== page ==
pay-roll for 25,000 employees amounted to $150,-
000 or an average of $6 for the week. Thus the
commissioner's figures are to be taken with quali-
fications when put forth as representing actual con-

The actual wages paid in some of the mills
make startling reading. They recall the time in
the eighties when Henry Ward Beecher is alleged

(8) Report on strike of Textile Workers in Lawrence, Mass.,
in 1912. P. 19. Charles P. Neil, Commissioner of Labor, Washing-
ton, D. C.


to have said: "A dollar a day is enough pay for
any American laborer to live on" — a statement that
aroused furious opposition. In the American
Woolen Company's spinning, winding and beam-
ing departments and dye houses, wages were $5.10,
$6.05, $6.55, $7.15, and $7.55 per week in 191 1.
This is for a full week only; often, when work is
slack, such wages as $2.30 and $2.70 a week are
the rule.® The writer met in Lawrence weavers
who informed him that they averaged $5.00 a week
following the panic of 1907. And these were men
with wives and families.

Custom often reveals conditions where all else
may hide them. In Lawrence, it is the custom
to demand weekly rents for tenements occupied
by the working class. Where wages are small and
employment unsteady, it is realized that monthly
rents are difficult of accumulation and collection.
The rents vary from $1 to $6 per week. They are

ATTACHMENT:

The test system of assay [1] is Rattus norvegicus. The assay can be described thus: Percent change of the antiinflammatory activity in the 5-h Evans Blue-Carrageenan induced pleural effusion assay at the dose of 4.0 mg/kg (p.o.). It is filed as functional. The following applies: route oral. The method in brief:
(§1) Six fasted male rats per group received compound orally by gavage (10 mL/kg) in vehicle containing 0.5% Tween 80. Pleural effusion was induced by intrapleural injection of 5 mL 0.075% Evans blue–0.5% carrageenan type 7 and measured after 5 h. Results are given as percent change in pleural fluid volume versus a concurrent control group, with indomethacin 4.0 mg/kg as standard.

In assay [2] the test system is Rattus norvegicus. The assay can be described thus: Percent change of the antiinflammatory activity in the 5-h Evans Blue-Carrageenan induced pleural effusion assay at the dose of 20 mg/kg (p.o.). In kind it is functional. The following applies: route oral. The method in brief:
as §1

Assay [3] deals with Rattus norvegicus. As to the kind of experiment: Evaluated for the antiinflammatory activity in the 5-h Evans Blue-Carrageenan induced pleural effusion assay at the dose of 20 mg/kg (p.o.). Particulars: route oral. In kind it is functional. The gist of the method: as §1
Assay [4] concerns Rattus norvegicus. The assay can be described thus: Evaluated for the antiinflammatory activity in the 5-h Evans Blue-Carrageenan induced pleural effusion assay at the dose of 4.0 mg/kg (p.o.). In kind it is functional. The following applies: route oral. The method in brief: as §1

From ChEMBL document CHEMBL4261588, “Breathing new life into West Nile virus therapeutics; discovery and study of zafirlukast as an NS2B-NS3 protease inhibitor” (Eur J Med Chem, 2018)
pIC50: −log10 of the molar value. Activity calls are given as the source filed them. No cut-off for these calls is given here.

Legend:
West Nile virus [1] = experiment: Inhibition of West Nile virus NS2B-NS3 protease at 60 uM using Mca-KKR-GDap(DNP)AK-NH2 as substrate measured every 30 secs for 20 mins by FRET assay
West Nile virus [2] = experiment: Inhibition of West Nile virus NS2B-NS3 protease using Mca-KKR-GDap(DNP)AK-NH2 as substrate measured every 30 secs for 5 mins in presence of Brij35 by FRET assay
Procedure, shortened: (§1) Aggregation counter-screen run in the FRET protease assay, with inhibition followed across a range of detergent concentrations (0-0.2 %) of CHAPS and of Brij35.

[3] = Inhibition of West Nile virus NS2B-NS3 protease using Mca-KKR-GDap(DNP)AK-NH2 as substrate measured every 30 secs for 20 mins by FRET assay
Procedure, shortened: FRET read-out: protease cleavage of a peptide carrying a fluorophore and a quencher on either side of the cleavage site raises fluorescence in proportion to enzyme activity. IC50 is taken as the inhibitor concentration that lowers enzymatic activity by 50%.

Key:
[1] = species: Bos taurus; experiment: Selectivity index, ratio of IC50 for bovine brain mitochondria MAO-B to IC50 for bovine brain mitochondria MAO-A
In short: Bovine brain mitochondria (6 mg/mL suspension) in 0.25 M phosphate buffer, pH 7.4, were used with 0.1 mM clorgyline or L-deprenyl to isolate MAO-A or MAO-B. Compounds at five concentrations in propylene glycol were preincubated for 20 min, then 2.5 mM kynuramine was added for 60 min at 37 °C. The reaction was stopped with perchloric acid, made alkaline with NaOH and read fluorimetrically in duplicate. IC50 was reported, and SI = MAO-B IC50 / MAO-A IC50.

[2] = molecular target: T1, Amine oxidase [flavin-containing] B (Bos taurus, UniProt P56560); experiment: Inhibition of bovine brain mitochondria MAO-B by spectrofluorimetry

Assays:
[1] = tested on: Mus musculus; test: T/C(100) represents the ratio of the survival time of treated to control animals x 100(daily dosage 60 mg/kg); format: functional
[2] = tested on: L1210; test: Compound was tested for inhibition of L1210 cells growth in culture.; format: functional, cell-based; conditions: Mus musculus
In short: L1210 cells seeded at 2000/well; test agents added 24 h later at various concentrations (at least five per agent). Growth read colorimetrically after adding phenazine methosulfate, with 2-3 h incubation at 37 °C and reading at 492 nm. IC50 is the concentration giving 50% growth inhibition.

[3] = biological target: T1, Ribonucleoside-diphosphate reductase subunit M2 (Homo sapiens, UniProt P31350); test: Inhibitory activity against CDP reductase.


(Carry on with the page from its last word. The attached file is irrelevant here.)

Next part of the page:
higher on the average than in New York, Chicago,
Philadelphia, Boston, Cleveland, Buffalo and Mil-
waukee. In addition, Lawrence offers none of
the various social advantages of these larger cities.
Boarders or lodgers were found in 58 per cent of
the homes visited by Federal investigators. They
are necessary to the raising of rent.^°

(9) Report of House Committee on Rules, L&wrence Strike,
19x2. pp. 139-176.

(10) P. 25. Neil Report on Lawrence Strike.


Instalment houses also do a thriving business
in Lawrence. "Easy Payments" is the deceptive
means by which extortionate prices are made pos-
sible of payment by the workers who are already
badly fleeced in the mills.

Lawrence is also the scene of much experiment-
ing in co-operative enterprises, several of which
have been successful. Where wages are low, as
in Belgium and England, the economies and thrift
made possible by co-operative buying and selling,
becomes imperative. Especially is this true, in
view of the increasing cost of living. Lawrence
is by no means exempt from the latter. For in-
stance, anthracite coal was $10.50 a ton in Law-
rence during the winter of 1911-1912. The cost of
living is higher in Lawrence than elsewhere.

Congestion is worse in Lawrence than in any
other city in New England, Boston excepted.
Frame houses and rear houses are more numerous
than in the congested districts of Manchester, N.
H., Lowell, Salem, Fall River and New Bedford,
Mass. A terrible conflagration is always possible;
the construction being regarded as "extra-hazar-

In addition, the rear houses are entered by al-
leyways and long narrow passages leading from
them which make deadly flues and fire traps. These

(11) Ibid. p. 24.


alleyways and passages are also dirty and dark,

1 3 4 5 6 7 8 9

Online LibraryJustus EbertThe trial of a new society, being a review of the celebrated Ettor-Giovannitti-Caruso case, beginning with the Lawrence textile strike that caused it and including the general strike that grew out of it → online text (page 1 of 9)